Meet the Children of the Mountains

Children in Central Appalachia struggle to overcome poverty, family struggles.

Inside a Hidden America

Photo: Isolated pockets in Central Appalachia have three times the national poverty rate, an epidemic of prescription drug abuse and the shortest life span in the nation. Diane Sawyer reports.
Photo: Courtney, 12, has two dreams: a house for her family and boots with a little fake fur worn by children she's seen on TV.
Photo: Angel, shown here with her daughter Mary, used to be addicted to drugs and would disappear for days at a time.
Photo: Courtney and her sister Sable live in Appalachia.
Photo: Dr. Edwin Smith's mobile dental clinic.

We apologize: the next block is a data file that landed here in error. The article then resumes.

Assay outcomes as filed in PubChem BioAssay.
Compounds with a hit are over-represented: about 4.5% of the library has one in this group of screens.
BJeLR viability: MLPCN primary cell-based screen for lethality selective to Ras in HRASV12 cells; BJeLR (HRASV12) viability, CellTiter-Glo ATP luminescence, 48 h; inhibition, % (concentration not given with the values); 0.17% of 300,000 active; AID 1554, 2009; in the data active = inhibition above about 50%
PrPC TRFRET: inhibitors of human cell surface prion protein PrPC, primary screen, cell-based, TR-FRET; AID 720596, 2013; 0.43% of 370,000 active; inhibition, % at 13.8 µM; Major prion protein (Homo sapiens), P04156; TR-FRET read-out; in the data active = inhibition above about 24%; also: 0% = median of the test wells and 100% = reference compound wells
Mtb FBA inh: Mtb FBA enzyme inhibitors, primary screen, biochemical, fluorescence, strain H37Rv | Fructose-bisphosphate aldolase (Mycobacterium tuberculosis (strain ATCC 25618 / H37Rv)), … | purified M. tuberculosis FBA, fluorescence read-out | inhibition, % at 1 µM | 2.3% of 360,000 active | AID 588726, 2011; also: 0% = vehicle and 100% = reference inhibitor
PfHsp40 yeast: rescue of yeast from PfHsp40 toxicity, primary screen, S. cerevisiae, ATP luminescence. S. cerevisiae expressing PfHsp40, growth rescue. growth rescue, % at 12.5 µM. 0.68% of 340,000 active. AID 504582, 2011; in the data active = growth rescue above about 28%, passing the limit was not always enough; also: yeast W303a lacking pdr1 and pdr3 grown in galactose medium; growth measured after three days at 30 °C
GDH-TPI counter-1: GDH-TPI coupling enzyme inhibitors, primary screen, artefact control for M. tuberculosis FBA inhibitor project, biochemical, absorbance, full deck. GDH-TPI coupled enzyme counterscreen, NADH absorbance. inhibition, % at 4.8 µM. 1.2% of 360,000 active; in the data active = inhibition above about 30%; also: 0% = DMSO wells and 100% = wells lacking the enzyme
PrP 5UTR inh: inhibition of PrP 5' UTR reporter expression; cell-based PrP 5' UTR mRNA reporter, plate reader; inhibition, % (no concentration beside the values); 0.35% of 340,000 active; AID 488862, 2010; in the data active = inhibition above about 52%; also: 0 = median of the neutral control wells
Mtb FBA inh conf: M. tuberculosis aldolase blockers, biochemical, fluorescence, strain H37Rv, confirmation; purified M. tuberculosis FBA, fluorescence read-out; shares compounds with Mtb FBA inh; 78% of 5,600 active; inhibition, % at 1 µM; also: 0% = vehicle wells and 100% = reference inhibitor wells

Photo: Shawn Grim, 18, is the star running-back for the Johnson Central Golden Eagles.
Photo: Shawn in the doorway of his family's trailer in Flat Gap, Ky.
Photo: Shawn's family's hollow.
Photo: Erica, 11, lives in Appalachia.
Photo: Erica, 12, and Diane Sawyer.
Photo: Erica cries after social services forces her mother, Mona, into rehab.
Photo: 18-year-old Jeremy decided to become a coal miner.
Photo: Jeremy shows Diane Sawyer the work he has to do underground
Photo: Diane Sawyer meets up with a group of miners working three-and-a-half miles inside the belly of the mountain.
Photo: Diane Sawyer is shown here with one of the many children of the mountains.
Photo: Diane Sawyer meets up with a group of miners working three-and-a-half miles inside the belly of the mountain.
Diane Sawyer meets up with a group of miners working three-and-a-half miles inside the belly of the mountain. Even though there are dangers, the job pays a good wage. Still, one man conceded that he wouldn't want his children to become miners. (ABC News)
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